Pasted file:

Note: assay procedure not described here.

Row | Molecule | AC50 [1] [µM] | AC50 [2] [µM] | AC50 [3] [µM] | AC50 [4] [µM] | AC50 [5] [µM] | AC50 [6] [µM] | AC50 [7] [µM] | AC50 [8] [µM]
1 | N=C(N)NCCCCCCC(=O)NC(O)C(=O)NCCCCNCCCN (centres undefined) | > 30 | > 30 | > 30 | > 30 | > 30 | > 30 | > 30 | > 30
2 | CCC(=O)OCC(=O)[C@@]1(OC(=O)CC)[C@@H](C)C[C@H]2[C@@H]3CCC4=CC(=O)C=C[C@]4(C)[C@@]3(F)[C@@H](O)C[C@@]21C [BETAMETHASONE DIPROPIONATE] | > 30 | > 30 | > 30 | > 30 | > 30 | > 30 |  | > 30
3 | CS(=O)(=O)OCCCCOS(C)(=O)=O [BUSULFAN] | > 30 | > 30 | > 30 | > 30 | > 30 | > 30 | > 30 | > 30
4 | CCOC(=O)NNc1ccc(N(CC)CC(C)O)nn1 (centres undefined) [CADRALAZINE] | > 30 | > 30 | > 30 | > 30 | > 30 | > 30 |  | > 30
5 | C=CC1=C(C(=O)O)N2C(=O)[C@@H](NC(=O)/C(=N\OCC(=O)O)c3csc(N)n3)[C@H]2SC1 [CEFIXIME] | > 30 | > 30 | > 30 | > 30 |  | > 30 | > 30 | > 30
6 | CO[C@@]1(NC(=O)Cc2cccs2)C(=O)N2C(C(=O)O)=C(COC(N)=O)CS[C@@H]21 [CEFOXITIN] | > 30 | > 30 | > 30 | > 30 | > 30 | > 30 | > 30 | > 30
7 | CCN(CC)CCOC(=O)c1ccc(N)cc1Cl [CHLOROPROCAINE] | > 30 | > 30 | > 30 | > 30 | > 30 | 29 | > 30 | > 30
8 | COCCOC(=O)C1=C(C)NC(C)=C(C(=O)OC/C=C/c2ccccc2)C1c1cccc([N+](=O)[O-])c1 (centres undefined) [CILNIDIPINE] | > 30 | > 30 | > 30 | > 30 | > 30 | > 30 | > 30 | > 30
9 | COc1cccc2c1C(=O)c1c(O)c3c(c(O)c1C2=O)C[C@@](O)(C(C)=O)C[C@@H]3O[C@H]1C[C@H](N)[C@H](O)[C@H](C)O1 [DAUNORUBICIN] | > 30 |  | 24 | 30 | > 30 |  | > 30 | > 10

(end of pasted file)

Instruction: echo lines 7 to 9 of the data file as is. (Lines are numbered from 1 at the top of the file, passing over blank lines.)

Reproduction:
5 | C=CC1=C(C(=O)O)N2C(=O)[C@@H](NC(=O)/C(=N\OCC(=O)O)c3csc(N)n3)[C@H]2SC1 [CEFIXIME] | > 30 | > 30 | > 30 | > 30 |  | > 30 | > 30 | > 30
6 | CO[C@@]1(NC(=O)Cc2cccs2)C(=O)N2C(C(=O)O)=C(COC(N)=O)CS[C@@H]21 [CEFOXITIN] | > 30 | > 30 | > 30 | > 30 | > 30 | > 30 | > 30 | > 30
7 | CCN(CC)CCOC(=O)c1ccc(N)cc1Cl [CHLOROPROCAINE] | > 30 | > 30 | > 30 | > 30 | > 30 | 29 | > 30 | > 30